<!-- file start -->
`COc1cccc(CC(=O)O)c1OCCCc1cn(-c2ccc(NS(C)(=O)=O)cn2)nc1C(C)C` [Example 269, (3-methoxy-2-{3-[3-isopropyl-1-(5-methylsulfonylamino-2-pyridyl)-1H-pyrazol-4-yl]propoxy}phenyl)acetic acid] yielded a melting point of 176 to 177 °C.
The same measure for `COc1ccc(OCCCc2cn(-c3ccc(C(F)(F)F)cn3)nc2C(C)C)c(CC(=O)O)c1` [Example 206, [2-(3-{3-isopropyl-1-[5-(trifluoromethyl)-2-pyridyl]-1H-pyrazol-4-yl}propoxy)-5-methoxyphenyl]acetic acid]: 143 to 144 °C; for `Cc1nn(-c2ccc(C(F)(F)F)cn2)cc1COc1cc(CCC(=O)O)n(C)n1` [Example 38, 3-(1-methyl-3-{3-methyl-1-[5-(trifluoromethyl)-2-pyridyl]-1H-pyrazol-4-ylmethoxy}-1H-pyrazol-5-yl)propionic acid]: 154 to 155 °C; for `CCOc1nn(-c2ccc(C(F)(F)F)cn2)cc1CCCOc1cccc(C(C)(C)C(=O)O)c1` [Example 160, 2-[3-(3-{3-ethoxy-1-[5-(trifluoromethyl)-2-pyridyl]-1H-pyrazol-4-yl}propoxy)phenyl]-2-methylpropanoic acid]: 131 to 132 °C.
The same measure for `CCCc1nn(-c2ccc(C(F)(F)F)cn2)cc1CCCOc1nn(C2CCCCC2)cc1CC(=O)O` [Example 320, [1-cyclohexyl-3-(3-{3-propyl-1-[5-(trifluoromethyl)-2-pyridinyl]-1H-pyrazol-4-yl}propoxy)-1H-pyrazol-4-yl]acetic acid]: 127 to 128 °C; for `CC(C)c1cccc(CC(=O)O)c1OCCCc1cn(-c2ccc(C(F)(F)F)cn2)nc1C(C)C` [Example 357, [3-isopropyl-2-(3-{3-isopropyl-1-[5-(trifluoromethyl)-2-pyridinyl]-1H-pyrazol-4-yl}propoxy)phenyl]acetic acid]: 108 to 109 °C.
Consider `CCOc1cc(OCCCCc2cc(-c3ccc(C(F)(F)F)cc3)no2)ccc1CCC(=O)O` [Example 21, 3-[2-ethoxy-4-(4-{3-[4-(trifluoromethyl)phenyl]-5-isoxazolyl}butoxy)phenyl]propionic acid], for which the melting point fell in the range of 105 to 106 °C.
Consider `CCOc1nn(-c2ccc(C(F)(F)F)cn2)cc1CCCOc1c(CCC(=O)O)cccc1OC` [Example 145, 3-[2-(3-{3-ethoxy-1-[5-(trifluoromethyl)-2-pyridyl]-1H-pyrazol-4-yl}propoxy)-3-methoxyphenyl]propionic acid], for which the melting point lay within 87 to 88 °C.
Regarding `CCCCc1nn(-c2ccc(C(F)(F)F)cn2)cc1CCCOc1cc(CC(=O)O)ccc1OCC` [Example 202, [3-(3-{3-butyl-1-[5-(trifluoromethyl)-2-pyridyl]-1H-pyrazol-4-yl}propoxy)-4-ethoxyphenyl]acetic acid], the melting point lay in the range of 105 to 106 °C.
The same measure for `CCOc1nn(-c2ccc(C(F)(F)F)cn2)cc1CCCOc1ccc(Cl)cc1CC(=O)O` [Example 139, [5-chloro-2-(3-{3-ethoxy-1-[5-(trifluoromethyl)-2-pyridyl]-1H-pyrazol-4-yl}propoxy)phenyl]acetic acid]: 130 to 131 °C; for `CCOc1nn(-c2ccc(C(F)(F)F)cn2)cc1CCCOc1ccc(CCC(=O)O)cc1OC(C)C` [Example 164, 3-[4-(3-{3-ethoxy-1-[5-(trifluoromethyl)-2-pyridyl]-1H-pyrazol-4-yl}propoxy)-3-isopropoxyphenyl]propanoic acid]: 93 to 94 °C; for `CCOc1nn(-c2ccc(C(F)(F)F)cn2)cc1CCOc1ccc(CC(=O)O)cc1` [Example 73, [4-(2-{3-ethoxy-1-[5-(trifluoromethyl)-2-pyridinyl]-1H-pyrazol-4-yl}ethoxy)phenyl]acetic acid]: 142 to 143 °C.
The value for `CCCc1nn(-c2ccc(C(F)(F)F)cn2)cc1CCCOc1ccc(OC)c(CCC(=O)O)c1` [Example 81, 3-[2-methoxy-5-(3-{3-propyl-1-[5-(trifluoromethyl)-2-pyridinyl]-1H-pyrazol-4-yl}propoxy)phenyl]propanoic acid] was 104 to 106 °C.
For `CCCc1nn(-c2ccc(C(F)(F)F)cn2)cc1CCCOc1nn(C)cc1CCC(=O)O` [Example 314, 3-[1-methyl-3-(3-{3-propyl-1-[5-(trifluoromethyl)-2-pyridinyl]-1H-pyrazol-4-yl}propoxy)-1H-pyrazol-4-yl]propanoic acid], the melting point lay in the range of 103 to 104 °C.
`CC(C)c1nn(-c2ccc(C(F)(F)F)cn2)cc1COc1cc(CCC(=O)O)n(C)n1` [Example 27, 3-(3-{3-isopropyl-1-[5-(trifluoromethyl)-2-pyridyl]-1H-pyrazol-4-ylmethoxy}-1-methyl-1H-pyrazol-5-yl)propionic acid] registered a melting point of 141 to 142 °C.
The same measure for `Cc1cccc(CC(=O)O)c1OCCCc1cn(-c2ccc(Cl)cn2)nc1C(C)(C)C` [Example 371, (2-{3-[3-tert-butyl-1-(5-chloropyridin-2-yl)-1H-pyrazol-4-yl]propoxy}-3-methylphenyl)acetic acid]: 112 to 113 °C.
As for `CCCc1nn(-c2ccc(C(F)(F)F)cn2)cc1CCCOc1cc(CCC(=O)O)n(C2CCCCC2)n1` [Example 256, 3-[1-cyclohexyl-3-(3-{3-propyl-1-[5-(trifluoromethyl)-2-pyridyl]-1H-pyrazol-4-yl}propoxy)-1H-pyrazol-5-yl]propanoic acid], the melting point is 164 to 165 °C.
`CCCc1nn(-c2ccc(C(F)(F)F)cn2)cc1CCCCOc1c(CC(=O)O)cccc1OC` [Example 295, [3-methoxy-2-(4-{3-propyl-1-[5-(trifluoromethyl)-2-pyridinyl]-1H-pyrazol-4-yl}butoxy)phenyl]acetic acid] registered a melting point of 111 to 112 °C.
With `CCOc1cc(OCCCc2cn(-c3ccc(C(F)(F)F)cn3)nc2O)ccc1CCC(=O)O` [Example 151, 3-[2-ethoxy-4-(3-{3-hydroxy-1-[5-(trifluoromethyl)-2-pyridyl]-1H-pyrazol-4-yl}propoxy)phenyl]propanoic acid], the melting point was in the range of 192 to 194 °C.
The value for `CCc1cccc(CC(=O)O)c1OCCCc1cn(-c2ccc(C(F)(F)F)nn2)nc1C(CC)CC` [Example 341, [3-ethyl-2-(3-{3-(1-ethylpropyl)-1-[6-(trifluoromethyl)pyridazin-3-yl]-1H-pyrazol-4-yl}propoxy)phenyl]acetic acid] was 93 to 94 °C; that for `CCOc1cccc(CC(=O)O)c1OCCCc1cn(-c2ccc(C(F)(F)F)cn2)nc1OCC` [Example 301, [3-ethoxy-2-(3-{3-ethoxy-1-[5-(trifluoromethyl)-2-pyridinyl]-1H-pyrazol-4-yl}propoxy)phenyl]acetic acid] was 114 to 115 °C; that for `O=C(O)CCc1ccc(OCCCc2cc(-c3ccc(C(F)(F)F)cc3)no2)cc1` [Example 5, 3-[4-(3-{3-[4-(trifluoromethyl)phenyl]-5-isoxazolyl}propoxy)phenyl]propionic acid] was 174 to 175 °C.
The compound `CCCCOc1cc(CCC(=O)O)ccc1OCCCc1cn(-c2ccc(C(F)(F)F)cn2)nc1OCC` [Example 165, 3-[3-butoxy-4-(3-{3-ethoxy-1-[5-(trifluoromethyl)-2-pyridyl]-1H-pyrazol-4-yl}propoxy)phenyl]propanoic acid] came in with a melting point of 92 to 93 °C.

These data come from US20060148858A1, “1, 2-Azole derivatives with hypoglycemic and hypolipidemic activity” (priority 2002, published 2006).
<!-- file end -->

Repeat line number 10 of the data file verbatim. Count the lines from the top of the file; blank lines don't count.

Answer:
`CC(C)c1nn(-c2ccc(C(F)(F)F)cn2)cc1COc1cc(CCC(=O)O)n(C)n1` [Example 27, 3-(3-{3-isopropyl-1-[5-(trifluoromethyl)-2-pyridyl]-1H-pyrazol-4-ylmethoxy}-1-methyl-1H-pyrazol-5-yl)propionic acid] registered a melting point of 141 to 142 °C.